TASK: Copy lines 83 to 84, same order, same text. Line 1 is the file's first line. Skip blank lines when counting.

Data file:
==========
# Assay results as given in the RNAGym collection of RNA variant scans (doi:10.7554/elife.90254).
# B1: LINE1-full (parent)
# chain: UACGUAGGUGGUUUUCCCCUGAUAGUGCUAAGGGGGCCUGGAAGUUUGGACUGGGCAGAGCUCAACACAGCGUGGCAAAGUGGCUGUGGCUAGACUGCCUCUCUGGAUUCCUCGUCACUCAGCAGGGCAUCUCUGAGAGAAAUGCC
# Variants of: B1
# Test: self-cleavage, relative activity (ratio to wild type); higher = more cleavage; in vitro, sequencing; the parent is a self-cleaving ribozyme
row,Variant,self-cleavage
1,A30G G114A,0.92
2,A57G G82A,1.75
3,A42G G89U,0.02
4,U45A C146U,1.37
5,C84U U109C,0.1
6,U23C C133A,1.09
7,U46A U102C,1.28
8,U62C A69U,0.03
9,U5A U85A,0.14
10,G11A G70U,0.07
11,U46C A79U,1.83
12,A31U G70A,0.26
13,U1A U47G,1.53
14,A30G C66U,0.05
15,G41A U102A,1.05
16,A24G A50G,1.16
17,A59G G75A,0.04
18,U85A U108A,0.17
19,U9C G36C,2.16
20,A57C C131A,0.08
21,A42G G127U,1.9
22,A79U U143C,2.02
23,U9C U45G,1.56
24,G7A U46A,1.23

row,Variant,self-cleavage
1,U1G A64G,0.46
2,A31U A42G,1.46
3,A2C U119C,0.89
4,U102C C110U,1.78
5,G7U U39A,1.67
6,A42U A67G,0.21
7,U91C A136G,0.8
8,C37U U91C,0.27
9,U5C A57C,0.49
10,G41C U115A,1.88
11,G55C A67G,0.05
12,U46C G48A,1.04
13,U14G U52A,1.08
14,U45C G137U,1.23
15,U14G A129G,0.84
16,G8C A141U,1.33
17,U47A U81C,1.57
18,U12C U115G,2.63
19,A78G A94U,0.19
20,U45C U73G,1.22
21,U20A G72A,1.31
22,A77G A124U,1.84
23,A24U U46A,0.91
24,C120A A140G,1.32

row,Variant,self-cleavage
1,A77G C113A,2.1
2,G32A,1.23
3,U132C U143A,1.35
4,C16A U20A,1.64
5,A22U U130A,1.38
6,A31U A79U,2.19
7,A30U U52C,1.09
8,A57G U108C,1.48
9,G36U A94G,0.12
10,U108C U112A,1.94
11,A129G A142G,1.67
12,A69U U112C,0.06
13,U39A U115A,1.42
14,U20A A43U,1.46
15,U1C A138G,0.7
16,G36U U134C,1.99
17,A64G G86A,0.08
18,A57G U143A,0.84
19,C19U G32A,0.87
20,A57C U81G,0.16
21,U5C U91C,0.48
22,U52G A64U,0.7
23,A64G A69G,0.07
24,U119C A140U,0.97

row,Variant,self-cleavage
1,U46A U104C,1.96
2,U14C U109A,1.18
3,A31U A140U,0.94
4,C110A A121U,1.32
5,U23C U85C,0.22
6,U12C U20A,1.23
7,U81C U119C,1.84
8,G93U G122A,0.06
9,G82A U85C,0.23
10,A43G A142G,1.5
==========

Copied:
2,U14C U109A,1.18
3,A31U A140U,0.94